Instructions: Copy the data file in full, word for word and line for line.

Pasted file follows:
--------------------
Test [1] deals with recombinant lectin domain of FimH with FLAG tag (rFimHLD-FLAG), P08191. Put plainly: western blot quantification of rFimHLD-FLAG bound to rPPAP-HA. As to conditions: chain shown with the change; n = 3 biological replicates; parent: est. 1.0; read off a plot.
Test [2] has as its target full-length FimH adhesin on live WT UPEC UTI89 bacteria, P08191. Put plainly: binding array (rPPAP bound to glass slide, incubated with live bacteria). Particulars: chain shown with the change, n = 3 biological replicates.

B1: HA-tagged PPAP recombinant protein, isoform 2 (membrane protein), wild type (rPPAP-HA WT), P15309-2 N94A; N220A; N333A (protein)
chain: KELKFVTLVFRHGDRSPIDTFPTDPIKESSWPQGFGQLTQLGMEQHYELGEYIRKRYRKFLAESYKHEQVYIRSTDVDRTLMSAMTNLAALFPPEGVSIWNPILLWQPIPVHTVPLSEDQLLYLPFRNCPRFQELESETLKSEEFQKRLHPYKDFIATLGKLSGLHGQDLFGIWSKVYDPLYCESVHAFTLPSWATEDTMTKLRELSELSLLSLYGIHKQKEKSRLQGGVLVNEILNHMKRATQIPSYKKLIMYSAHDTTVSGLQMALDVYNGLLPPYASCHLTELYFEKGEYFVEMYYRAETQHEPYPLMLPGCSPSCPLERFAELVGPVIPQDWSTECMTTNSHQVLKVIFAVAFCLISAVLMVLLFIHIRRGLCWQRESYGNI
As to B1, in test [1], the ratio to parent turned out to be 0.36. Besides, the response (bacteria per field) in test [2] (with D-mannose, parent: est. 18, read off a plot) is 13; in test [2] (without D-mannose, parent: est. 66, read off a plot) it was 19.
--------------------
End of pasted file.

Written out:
Test [1] deals with recombinant lectin domain of FimH with FLAG tag (rFimHLD-FLAG), P08191. Put plainly: western blot quantification of rFimHLD-FLAG bound to rPPAP-HA. As to conditions: chain shown with the change; n = 3 biological replicates; parent: est. 1.0; read off a plot.
Test [2] has as its target full-length FimH adhesin on live WT UPEC UTI89 bacteria, P08191. Put plainly: binding array (rPPAP bound to glass slide, incubated with live bacteria). Particulars: chain shown with the change, n = 3 biological replicates.

B1: HA-tagged PPAP recombinant protein, isoform 2 (membrane protein), wild type (rPPAP-HA WT), P15309-2 N94A; N220A; N333A (protein)
chain: KELKFVTLVFRHGDRSPIDTFPTDPIKESSWPQGFGQLTQLGMEQHYELGEYIRKRYRKFLAESYKHEQVYIRSTDVDRTLMSAMTNLAALFPPEGVSIWNPILLWQPIPVHTVPLSEDQLLYLPFRNCPRFQELESETLKSEEFQKRLHPYKDFIATLGKLSGLHGQDLFGIWSKVYDPLYCESVHAFTLPSWATEDTMTKLRELSELSLLSLYGIHKQKEKSRLQGGVLVNEILNHMKRATQIPSYKKLIMYSAHDTTVSGLQMALDVYNGLLPPYASCHLTELYFEKGEYFVEMYYRAETQHEPYPLMLPGCSPSCPLERFAELVGPVIPQDWSTECMTTNSHQVLKVIFAVAFCLISAVLMVLLFIHIRRGLCWQRESYGNI
As to B1, in test [1], the ratio to parent turned out to be 0.36. Besides, the response (bacteria per field) in test [2] (with D-mannose, parent: est. 18, read off a plot) is 13; in test [2] (without D-mannose, parent: est. 66, read off a plot) it was 19.